Financial adviser accused of stealing $3m

File photo
File photo

An Auckland financial adviser accused of stealing $3 million of investors' money has been charged by the Serious Fraud Office and Financial Markets Authority.

Andrew Hrothgar Robinson allegedly stole client funds to repay other investors and for business and personal expenses between 2010 and 2012.

Robinson is a former director of Strategic Planning Group (SPG) and a current director of SPG Investment Company No.1 Limited (SPGI).

Strategic Planning Group provided financial, accounting, mortgage broking and insurance services to clients for around eight years.

Robinson is also accused of making false statements in reports to hide the true picture from investors.

The 40-year-old appeared in the Auckland District Court today facing five charges of theft by a person in a special relationship and one charge of dishonestly using a document.

These charges were laid by the SFO while the FMA has laid one charge against
Robinson under the Financial Service Providers Act for providing a broking service without being registered, and one charge of knowingly making a false statement in his application to become an Authorised Financial Adviser.

These advisers are licensed by the FMA.

He is also facing two charges for allegedly making false statements in financial documents. Robinson's co-director at SPG1, Mark Turnock, also faces these charges.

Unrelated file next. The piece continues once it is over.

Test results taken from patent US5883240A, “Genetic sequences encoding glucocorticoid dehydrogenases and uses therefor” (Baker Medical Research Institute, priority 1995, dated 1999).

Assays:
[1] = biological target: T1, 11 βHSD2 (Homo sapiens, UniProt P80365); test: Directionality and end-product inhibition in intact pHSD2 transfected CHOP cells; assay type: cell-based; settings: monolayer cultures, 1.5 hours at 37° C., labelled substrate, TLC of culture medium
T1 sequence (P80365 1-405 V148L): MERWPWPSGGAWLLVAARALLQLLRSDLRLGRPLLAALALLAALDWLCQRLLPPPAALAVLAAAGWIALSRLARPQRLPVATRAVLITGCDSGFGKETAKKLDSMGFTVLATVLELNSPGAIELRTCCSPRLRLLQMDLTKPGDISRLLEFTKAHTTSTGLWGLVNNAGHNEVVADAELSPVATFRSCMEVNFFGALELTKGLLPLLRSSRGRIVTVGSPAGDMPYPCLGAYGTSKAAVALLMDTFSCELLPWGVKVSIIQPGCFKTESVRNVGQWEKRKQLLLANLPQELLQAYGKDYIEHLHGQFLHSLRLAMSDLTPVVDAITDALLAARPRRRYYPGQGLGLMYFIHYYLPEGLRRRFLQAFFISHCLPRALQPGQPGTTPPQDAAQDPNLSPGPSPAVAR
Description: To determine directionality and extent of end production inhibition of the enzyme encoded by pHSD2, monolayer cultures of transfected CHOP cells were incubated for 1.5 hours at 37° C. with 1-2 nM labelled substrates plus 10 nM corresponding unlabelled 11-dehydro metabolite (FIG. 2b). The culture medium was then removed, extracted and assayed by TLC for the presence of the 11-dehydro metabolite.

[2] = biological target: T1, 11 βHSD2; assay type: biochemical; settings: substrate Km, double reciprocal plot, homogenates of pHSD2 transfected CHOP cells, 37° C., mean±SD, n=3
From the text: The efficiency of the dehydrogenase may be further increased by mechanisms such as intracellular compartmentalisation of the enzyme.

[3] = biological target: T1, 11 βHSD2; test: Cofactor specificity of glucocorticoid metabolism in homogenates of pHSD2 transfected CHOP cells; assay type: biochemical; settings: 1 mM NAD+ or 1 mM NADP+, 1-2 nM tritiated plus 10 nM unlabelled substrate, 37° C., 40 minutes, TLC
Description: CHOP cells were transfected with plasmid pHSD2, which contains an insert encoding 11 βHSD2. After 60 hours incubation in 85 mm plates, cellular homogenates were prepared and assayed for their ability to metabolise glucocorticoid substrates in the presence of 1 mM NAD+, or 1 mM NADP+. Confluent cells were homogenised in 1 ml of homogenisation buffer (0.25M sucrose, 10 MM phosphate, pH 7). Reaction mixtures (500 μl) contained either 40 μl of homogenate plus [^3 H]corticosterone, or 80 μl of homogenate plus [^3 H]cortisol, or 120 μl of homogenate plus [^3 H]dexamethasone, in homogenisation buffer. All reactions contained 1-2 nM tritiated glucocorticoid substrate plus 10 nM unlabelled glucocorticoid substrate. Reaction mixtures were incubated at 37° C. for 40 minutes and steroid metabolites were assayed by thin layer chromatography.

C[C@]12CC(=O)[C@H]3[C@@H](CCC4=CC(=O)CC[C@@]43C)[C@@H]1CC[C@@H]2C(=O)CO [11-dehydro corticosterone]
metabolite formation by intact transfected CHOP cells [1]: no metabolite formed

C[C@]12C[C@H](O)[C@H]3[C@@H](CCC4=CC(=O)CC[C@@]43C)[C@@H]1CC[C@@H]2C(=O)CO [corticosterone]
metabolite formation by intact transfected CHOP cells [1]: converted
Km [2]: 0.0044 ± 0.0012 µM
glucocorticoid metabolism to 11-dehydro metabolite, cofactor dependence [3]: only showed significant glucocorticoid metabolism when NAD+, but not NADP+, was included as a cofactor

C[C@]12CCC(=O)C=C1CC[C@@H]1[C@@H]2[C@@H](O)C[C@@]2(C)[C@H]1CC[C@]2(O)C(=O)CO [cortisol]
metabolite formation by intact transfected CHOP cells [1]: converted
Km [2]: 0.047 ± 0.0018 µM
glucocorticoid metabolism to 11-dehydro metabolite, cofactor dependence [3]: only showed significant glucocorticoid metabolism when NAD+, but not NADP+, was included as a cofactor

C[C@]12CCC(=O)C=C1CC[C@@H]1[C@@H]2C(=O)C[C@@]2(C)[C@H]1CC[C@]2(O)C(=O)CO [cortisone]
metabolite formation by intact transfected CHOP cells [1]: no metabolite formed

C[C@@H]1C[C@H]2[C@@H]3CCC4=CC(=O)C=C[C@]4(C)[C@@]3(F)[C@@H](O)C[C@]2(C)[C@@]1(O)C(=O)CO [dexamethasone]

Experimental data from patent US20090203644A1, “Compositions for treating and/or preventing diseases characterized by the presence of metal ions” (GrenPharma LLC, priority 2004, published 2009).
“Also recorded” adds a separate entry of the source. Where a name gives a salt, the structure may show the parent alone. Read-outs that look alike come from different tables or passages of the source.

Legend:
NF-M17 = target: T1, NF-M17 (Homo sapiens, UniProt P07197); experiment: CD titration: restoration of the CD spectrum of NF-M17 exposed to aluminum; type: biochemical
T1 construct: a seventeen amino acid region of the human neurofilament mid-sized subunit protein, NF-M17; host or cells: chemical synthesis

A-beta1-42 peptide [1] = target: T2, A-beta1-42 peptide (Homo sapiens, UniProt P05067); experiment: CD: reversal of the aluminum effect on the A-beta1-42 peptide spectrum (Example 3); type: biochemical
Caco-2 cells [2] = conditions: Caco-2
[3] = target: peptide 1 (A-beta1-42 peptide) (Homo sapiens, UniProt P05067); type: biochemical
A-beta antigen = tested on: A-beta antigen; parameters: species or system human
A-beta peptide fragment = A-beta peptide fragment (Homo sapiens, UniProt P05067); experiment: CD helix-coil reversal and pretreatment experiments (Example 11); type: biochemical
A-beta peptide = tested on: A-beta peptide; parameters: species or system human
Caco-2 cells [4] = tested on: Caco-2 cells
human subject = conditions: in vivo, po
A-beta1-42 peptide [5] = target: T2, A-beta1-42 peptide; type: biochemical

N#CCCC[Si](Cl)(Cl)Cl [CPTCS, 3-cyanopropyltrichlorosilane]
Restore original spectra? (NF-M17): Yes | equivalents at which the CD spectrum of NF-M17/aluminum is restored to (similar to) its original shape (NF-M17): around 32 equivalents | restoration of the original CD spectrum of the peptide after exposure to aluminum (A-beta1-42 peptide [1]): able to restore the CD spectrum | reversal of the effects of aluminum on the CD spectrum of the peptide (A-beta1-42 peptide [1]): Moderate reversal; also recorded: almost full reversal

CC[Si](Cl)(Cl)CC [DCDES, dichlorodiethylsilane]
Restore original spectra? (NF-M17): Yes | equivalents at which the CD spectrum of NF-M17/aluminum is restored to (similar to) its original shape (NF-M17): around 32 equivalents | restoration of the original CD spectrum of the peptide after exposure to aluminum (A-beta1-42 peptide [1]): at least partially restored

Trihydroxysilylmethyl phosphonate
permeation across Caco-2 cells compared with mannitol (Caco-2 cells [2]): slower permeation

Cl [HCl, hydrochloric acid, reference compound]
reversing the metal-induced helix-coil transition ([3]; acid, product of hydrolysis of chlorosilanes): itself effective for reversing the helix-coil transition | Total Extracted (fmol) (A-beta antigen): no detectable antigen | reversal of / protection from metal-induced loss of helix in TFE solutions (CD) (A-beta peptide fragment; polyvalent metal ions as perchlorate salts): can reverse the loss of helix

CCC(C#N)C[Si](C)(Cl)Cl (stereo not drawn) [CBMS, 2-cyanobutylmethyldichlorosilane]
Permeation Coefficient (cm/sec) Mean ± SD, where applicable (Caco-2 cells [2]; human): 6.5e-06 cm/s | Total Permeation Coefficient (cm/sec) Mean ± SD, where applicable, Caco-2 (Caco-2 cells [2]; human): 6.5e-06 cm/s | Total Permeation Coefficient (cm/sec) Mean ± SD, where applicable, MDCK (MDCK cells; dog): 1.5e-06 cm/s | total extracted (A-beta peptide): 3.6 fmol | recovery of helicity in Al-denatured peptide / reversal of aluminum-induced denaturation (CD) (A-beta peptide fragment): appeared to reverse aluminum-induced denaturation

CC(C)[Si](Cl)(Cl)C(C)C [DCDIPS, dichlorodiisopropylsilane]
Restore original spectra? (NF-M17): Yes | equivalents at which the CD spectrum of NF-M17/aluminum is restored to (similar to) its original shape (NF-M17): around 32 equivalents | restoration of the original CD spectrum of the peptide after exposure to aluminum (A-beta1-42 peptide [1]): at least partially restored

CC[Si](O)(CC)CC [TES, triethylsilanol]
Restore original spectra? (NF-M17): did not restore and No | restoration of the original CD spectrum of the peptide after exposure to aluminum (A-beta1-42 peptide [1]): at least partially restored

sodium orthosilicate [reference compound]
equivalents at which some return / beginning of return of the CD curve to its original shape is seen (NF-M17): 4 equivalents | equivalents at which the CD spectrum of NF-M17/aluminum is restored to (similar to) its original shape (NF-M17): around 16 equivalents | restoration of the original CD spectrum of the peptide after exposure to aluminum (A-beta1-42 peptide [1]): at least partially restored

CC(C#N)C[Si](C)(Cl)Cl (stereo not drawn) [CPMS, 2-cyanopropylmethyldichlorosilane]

The probe into SPG and SPG1 began in December last year after a complaint about Robinson's management of client funds.

The FMA took immediate action of requesting a freeze on Robinson's and SPG's bank accounts, it said in a statement today.

Robinson's financial adviser license was terminated around this time.

"Public confidence in the financial adviser regime relies on advisers complying with their regulatory obligations and FMA will take appropriate action where it is alleged this is not occurring," said FMA head of enforcement Belinda Moffat.

"It is critical that members of the public have available to them accurate financial statements when making informed investment decisions. Directors have an obligation to ensure that financial statements are not false or misleading," Moffat said.

Both Robinson and Turnock are next due to appear in court on 26 September.

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